By - Sharky

Queue-less

It’s 1968 and this high school pilot fish is learning Fortran IId programming on Saturdays at the local junior college. For class projects, programs are punched onto cards with an IBM 026 or 029 card punch and run on the computer department’s IBM 1620 “small scientific computer.” The only direct print output is a painfully slow, 10-character-per-second IBM Model B1

By - Sharky

Given enough time and resources, it could be done

Consultant pilot fish is called to a community college to develop an online system for registering students in continuing ed classes. At the meeting to develop specifications for the project are fish, the IT director and the continuing ed director, who says that it’s essential that people can’t input invalid Social Security numbers. Fish and the IT director can’t make

By - Sharky

Throwback Thursday: Testing, testing, testing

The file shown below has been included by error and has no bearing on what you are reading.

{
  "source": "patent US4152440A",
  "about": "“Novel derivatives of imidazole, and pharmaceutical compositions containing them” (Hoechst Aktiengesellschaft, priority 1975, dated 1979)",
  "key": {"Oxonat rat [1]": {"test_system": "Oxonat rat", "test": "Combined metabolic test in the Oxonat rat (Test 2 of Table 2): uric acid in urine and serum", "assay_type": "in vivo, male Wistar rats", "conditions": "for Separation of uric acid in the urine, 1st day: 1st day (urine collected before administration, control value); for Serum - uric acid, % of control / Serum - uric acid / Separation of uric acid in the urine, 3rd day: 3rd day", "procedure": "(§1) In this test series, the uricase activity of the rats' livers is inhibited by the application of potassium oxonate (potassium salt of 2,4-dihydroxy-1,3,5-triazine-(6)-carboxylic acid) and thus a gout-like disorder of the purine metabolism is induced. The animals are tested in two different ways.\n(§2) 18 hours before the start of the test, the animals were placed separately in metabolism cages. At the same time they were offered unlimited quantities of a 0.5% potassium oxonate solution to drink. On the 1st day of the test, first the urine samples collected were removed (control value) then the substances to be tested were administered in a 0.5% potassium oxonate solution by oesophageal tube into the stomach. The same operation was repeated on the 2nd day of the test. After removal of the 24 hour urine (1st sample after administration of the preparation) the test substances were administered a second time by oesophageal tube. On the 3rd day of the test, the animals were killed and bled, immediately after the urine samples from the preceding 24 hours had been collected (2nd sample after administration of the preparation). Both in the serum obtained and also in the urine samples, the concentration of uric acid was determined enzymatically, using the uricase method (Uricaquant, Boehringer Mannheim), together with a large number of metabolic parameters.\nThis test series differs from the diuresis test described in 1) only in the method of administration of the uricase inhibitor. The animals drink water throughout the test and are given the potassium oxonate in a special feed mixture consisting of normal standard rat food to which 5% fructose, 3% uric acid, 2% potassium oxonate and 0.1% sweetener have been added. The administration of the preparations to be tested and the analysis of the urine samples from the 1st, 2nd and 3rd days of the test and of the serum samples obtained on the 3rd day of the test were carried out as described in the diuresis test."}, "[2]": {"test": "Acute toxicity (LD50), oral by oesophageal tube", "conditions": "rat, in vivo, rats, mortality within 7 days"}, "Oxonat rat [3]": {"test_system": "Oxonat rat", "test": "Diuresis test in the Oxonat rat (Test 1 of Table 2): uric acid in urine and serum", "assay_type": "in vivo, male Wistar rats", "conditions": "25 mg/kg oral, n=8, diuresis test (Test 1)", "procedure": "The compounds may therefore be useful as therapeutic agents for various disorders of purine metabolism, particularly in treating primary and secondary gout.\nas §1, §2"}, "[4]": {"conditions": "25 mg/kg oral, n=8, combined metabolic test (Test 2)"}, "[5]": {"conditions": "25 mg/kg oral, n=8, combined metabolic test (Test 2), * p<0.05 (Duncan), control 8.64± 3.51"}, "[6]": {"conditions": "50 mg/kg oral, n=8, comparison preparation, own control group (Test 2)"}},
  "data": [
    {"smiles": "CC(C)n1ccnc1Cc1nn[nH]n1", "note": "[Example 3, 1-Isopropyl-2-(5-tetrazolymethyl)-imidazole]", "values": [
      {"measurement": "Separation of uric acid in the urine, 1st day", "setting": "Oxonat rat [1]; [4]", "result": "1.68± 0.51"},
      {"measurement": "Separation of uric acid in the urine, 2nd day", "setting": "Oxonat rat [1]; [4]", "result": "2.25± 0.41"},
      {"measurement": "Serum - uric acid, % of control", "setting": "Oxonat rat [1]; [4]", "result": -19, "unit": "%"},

Pilot fish and his team are called upon to investigate a large computer that’s running slowly. The problem: users who are just abandoning their sessions on the big machine instead of quitting properly. “We wrote a script that would detect the rogue sessions and kill them off,” fish says. “Then we would report to the manager the names of the

By - Sharky

Wayback Wednesday: Only good for PLANNED emergencies

This pilot fish works at a software company that has just added a group of student testers to the development team. “One of the students lived near me and he didn’t drive, so I started giving him a lift to work,” fish says. But one morning not long after the student starts work, fish has an emergency and can’t go

By - Sharky

Business laptop? $1,000. Sending away the thief? Priceless.

The time is 2001, not long after 9/11, and the place is New York City. Heightened security awareness is the order of the day, and everyone in pilot fish’s office is required to carry an access card that activates the office doors. Look out for tailgaters, they’re all told. Those are people dressed like professionals who slide in behind someone with

By - Sharky

Take cover, it’s a student programmer!

It’s 1970 and pilot fish is a college junior taking courses in computer programming. And technology is progressing, as technology does. The school has just upgraded from an IBM 360/40 mainframe to a much more powerful IBM 360/65. It orders it with an entire megabyte of magnetic core memory, which adds about $1 million to its cost, and several disk